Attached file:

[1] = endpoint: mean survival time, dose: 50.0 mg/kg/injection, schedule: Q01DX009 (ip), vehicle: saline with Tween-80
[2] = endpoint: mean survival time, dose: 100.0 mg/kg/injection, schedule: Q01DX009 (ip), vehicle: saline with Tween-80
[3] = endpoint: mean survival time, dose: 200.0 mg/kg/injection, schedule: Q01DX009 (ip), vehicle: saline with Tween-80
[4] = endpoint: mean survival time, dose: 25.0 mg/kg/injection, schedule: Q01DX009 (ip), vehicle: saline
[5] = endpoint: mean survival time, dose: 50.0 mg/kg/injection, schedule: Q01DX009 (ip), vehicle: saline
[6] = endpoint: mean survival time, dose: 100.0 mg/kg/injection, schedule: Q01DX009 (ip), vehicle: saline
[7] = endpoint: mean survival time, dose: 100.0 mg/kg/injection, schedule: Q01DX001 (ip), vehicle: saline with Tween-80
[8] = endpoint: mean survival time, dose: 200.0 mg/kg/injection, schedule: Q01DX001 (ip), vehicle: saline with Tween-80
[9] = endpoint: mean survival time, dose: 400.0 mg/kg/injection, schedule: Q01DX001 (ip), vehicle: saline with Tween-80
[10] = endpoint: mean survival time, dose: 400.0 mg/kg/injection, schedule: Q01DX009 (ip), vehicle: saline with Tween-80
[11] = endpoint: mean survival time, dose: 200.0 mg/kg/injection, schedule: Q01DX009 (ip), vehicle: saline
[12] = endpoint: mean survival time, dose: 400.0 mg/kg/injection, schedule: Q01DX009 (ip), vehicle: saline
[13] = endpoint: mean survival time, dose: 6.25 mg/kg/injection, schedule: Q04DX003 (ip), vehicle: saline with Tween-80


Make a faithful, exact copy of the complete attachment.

[1] = endpoint: mean survival time, dose: 50.0 mg/kg/injection, schedule: Q01DX009 (ip), vehicle: saline with Tween-80
[2] = endpoint: mean survival time, dose: 100.0 mg/kg/injection, schedule: Q01DX009 (ip), vehicle: saline with Tween-80
[3] = endpoint: mean survival time, dose: 200.0 mg/kg/injection, schedule: Q01DX009 (ip), vehicle: saline with Tween-80
[4] = endpoint: mean survival time, dose: 25.0 mg/kg/injection, schedule: Q01DX009 (ip), vehicle: saline
[5] = endpoint: mean survival time, dose: 50.0 mg/kg/injection, schedule: Q01DX009 (ip), vehicle: saline
[6] = endpoint: mean survival time, dose: 100.0 mg/kg/injection, schedule: Q01DX009 (ip), vehicle: saline
[7] = endpoint: mean survival time, dose: 100.0 mg/kg/injection, schedule: Q01DX001 (ip), vehicle: saline with Tween-80
[8] = endpoint: mean survival time, dose: 200.0 mg/kg/injection, schedule: Q01DX001 (ip), vehicle: saline with Tween-80
[9] = endpoint: mean survival time, dose: 400.0 mg/kg/injection, schedule: Q01DX001 (ip), vehicle: saline with Tween-80
[10] = endpoint: mean survival time, dose: 400.0 mg/kg/injection, schedule: Q01DX009 (ip), vehicle: saline with Tween-80
[11] = endpoint: mean survival time, dose: 200.0 mg/kg/injection, schedule: Q01DX009 (ip), vehicle: saline
[12] = endpoint: mean survival time, dose: 400.0 mg/kg/injection, schedule: Q01DX009 (ip), vehicle: saline
[13] = endpoint: mean survival time, dose: 6.25 mg/kg/injection, schedule: Q04DX003 (ip), vehicle: saline with Tween-80